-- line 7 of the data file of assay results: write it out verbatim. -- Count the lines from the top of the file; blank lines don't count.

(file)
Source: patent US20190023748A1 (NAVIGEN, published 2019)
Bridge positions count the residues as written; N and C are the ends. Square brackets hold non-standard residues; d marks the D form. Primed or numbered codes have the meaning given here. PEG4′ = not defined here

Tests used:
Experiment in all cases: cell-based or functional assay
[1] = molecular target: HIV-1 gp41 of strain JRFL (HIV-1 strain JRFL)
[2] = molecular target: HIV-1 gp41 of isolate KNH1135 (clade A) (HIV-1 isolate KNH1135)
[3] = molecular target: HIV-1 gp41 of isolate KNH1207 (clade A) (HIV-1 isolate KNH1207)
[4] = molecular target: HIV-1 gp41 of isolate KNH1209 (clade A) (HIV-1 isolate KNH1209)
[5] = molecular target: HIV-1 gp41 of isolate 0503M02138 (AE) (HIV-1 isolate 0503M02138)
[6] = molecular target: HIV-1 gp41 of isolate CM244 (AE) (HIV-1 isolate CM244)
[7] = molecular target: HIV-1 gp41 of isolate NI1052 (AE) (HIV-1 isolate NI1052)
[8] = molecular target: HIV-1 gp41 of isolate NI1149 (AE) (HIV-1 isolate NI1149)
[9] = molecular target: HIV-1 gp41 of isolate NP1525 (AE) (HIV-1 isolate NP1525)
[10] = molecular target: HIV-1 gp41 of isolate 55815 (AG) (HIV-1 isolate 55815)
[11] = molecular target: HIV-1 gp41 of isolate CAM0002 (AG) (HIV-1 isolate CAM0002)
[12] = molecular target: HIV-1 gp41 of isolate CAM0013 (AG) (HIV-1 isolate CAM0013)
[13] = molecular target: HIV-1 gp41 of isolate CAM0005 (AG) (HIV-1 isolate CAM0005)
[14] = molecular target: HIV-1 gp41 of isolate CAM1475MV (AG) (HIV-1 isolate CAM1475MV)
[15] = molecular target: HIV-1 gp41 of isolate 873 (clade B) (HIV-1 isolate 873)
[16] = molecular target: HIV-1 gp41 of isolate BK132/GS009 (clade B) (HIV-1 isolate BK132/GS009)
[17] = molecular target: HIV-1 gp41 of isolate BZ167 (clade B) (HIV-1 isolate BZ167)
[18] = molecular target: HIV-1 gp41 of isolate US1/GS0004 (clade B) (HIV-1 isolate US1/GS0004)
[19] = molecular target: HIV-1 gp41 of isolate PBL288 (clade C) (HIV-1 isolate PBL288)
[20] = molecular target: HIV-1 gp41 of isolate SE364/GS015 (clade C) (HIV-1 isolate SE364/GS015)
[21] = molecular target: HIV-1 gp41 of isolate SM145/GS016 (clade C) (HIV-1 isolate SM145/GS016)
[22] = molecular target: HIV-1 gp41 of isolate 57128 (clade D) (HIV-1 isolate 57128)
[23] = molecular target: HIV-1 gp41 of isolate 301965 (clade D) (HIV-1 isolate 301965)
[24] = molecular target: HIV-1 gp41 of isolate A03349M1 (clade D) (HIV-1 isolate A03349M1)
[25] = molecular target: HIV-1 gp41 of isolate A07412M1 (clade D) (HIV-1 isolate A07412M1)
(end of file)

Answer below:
[3] = molecular target: HIV-1 gp41 of isolate KNH1207 (clade A) (HIV-1 isolate KNH1207)